Sunday, 21 December 2014

Blind Jack of Knaresborough and Christmas Greetings.


Well.....Christmas shopping or a day out in Knaresborough? It was a no brainer really.

Lots of places have their home grown characters who they use to bring in the visitors. Grasmere has Wordsworth, Stratford obviously has Shakespeare, The South Lakes have dear old Beatrix Potter...so who does Knaresborough have?

Blind Jack...that's who!

Titter ye not.

Jack Metcalfe was blind from the age of six due to smallpox; he had an eventful life which was well documented by his own account just before his death. In the period 1765 to 1792 he built about 180 miles of turnpike road, mainly in the north of England. He was given fiddle lessons as a way of making provision for him to earn a living later in life and became an accomplished fiddler and made this his livelihood in his early adult years. In 1732, aged 15, he became fiddler at the Queen's Head, a tavern in Harrogate. He also had an affinity for horses and added to his living with some horse trading. Though blind, he took up swimming and diving, fighting cocks, playing cards, riding and even hunting. He knew his local area so well he was paid to work as a guide to visitors. He also became involved in the Jacobite rebellion of 1745! 
His headstone erected in the churchyard of All Saints Church, Spofforth, bears this epitaph:
"Here lies John Metcalf, one whose infant sight
Felt the dark pressure of an endless night;
Yet such the fervour of his dauntless mind,
His limbs full strung, his spirits unconfined,
That, long ere yet life’s bolder years began,
The sightless efforts mark’d th’ aspiring man;
Nor mark’d in vain—high deeds his manhood dared,
And commerce, travel, both his ardour shared.
’Twas his a guide’s unerring aid to lend—
O’er trackless wastes to bid new roads extend;
And, when rebellion reared her giant size,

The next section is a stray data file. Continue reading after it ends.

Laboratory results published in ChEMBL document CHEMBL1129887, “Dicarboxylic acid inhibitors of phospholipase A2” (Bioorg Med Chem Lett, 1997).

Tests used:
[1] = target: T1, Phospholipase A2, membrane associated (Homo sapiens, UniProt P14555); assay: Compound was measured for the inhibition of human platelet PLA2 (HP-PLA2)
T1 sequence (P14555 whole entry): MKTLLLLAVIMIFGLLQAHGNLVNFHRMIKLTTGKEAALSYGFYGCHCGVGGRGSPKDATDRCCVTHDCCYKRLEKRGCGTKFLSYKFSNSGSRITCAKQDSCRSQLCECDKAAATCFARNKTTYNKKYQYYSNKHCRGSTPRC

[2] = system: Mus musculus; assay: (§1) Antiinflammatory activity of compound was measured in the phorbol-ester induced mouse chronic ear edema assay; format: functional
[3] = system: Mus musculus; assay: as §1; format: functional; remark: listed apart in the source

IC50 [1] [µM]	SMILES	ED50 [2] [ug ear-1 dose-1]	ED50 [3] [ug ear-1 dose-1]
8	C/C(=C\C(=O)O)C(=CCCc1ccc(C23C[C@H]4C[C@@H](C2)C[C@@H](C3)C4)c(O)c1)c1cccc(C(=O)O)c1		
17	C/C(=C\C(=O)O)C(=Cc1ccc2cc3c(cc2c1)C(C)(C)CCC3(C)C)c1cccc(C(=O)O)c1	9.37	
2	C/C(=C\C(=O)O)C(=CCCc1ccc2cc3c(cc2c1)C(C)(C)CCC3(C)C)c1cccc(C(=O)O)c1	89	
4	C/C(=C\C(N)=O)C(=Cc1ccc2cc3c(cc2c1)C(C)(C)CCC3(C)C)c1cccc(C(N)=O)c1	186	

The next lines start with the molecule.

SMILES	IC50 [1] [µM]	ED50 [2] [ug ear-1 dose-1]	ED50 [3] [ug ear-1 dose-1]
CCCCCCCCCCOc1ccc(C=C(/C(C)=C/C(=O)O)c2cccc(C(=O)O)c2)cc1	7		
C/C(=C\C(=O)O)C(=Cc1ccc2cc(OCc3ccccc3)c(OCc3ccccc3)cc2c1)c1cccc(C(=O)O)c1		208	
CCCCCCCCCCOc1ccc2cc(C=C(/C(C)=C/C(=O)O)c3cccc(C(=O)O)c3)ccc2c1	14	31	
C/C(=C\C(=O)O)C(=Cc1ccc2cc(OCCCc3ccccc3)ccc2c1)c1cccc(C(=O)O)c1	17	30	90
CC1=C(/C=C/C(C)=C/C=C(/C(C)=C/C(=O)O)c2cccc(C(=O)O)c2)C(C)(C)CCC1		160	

’Twas his to burn with patriot enterprise;
For parting wife and babes, one pang to feel,
Then welcome danger for his country’s weal.
Reader, like him, exert thy utmost talent given!
Reader, like him, adore the bounteous hand of Heaven."

As a further tribute to the great man, I visited the local Ale House on the Town Square which is named after him and very nice it was as well. Then I took a walk to the Castle and down the Castle steps to the River Nidd which is usually a hive of activity with it's many cafes but today was dead quiet. I soon regretted having walked down the steps to the river as the only way back up to the town centre is via the Gallon Steps which are steep to say the least!

A detour to the quaint old station was then followed by a few minutes in St John The Baptist Church. It had a Christmas Tree Festival on and various things around the Church had been decorated by local schoolchildren for Christmas, it had a very feelgood factor about it.

The forecasted drizzle had crept in so I made my way back to the car having had a very enjoyable time. Thank you Knaresborough.

I've just realised I have reached my blogging century!! Thank you to every one who had read and commented on my posts, it is greatly appreciated.

Also a Merry Christmas to everyone, I hope it's a good one all round :)


The Crystal Buddha

Knaresborough

Blind Jack

Farrah's Sweet and toffee shop

Blind Jack's Ale House

Through The Ages

Watermill Weir

Knaresborough from the Castle

Castle ruins

River Nidd

Overhang

Castle Steps

River Nidd

Stacked

Gallon Steps

Gallon Steps

Gallon Steps

Christmas Time

Wall Plaque

Railway Station bench

Railway Station

Water Bag Bank

The Angels of the Forest

Saint John The Baptist Church

Saint John The Baptist Church

Top Man

A Merry Christmas To All

To Lochinver via Coigach

Again, I don't really think many words are needed for this blog. The photos tell the whole story of one of the best drives in the UK. ...